PURPOSE: This study was designed to investigate the role of a scheduled follow-up protocol using endorectal ultrasonography for the diagnosis of local recurrence after local excision and radical surgery for rectal cancer.
METHODS: A selected group of 275 patients with invasive rectal cancer followed prospectively by endorectal ultrasonography after curative-intent local excision (n = 108) or radical surgery (n = 167) was reviewed. For the radical-surgery group, results were compared with a group of 176 rectal cancer patients who had similar operations during the same period of time and were not entered in follow-up protocol. Excluded were patients with invasive cancers removed by snare excision, male patients treated by abdominoperineal resection, and patients treated by endocavitary radiation. Student's unpaired t-test was used to compare tumor and patient characteristics. Survival curves were estimated using the Kaplan-Meier method and compared using the log-rank test.
RESULTS: In the local-excision group, 32 patients developed local recurrence, 26 (81 percent) were asymptomatic, and 10 of them (31 percent) were diagnosed only by endorectal ultrasound. We found no difference in the rates of salvage surgery or survival between patients diagnosed of recurrence by ultrasound or other methods. In the radical-surgery group, 12 patients developed local recurrence, 5 (42 percent) were asymptomatic, and 4 of them (33 percent) were diagnosed only by endorectal ultrasound. More patients with isolated local recurrence in the follow-up group underwent salvage surgery (4/9 patients; 44 percent) compared with patients without follow-up (3/13 patients; 23 percent), but the differences were not significant.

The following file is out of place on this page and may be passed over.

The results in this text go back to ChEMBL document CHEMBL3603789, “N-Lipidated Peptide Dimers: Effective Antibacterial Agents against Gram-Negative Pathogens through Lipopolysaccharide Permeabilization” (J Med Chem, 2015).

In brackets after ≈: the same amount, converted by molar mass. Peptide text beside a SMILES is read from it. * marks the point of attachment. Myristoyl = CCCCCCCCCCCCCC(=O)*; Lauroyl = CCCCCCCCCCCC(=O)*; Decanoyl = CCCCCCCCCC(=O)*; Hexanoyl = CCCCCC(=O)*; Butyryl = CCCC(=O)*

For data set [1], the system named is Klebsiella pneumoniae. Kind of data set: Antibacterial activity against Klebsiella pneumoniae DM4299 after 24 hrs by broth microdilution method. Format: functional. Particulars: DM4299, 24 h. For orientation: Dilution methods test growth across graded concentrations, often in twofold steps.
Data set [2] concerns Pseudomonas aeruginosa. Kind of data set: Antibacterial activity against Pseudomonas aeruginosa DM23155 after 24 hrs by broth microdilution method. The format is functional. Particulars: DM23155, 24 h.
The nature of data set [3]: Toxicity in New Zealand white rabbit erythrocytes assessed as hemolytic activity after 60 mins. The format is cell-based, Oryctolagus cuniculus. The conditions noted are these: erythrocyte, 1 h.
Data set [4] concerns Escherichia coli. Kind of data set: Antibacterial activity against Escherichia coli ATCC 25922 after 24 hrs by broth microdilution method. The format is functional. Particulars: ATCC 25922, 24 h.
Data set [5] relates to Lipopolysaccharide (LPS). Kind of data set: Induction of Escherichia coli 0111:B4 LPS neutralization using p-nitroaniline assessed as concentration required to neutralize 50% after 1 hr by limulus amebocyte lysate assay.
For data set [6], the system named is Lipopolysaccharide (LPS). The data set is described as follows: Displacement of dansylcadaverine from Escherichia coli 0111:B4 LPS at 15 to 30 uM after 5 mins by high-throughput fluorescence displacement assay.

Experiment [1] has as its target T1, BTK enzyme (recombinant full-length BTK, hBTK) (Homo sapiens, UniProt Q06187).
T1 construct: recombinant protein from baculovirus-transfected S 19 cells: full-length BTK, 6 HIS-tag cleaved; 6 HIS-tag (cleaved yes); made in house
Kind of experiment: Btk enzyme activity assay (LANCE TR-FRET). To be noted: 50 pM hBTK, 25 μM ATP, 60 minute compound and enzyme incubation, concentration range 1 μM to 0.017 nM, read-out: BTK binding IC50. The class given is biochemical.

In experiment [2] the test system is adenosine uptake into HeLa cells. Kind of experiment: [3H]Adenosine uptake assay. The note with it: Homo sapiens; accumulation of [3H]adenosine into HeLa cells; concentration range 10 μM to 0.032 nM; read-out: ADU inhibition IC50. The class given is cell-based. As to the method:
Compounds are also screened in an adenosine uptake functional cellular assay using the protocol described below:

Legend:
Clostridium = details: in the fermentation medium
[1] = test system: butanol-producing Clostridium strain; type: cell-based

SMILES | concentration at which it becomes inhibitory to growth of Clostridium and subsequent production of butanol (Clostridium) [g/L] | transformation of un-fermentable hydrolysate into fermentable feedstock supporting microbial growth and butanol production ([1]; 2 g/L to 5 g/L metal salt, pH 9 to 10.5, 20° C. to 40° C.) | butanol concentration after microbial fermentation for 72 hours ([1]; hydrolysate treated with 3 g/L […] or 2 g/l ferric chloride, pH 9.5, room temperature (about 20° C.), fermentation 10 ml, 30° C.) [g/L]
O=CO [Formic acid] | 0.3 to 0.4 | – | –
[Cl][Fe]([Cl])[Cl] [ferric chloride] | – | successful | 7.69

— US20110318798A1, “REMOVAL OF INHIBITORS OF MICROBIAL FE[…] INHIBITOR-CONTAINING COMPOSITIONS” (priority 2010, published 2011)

CONCLUSIONS: Endorectal ultrasound identifies one-third of asymptomatic local recurrences that were missed by digital examination or proctoscopic examination. However, the impact of the earlier diagnosis in patient survival can only be determined by a larger, prospective, randomized trial.
(C) The ASCRS 2004